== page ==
Helen Zille

Image via Facebook: @HelenZille

DA leadership race: How wide is Helen Zille’s lane?

As the Zulu saying goes, there can only be one bull in a kraal.

Helen Zille

Image via Facebook: @HelenZille

It is hard to believe that only ten days have passed since the former DA leader’s political comeback last Sunday, when she was elected chairperson of her party’s federal executive, leading to the resignation of party leader Mmusi Maimane, DA national chairman Athol Trollip and Johannesburg mayor Herman Mashaba.

On that fateful Sunday Zille promised to “stay in my lane”, but four days later she was thrust into the position of acting party leader, widening that lane somewhat and causing some speculation in political circles about just what the extent of that lane is, now and in future.

More resignations dwindle DA numbers

Yesterday brought news of the resignation of prominent DA member of the Northern Cape legislature Adv. Boitomelo Babuseng. Neither Babuseng nor DA Northern Cape leader Andrew Louw made any mention of unhappiness with the party’s leadership direction, only referring to Babuseng’s desire to continue with his career in law.

The resignation followed a day after DA parliamentary leader John Steenhuisen, in taking questions after declaring his candidacy for the federal leadership of the DA at Kelvin Gove in Cape Town, said about his relationship with Zille that they had agreed and disagreed very strongly in the past, amongst other things about the desirability of her tweets on colonialism, and that the differences between the positions of leader and of chairperson of the federal executive were clearly delineated.

“She undertook to stay in her lane,” said Steenhuisen, “and if necessary, I will show her where the yellow lines are.

‘And who decides just how wide Zilles’ lane is?’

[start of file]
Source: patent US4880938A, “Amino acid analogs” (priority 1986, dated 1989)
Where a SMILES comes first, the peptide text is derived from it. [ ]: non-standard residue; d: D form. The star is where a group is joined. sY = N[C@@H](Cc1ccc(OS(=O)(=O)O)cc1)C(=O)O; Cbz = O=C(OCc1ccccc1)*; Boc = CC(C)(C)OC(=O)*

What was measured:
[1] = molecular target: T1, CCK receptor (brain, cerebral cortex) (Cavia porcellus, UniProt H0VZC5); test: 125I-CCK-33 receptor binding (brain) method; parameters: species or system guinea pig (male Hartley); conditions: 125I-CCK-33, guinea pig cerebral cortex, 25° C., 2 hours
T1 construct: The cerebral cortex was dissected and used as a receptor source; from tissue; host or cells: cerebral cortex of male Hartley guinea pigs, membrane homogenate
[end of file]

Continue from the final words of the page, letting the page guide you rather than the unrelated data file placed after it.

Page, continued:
Which prompted one sage in his Kelvin Grove audience, grey with age and accumulated wisdom, to quip: “And who decides just how wide her lane is?” On social media, the naughty question has been asked what will happen if she demands the whole road.

It has often been argued that in politics, an uncontested victory (such as the one Steenhuisen just enjoyed when he was elected DA parliamentary leader) is both a blessing and a curse. On one hand, it may show unanimity among the constituency. On the other hand it robs the victor of the spoils of battle.

Whosoever eventually takes over the reins of DA leadership (if it is not Zille herself) will surely know that the definition of Zille’s lane is very much for Zille’s choosing and determination. As her victory over three candidates for the position of executive chairperson – and the subsequent high profile resignations – attest, she is not a spent force (in fact she has the strongest battle-proven DA support base), much as she remains a divisive figure.

Anyone with leadership aspirations in the DA would therefore do well to keep close tabs on Zille’s preferences, or ignore them at their peril. The Zulu saying goes that there can only be one bull in a kraal, and any prospective DA leadership figure would do well to heed the wisdom of the ages.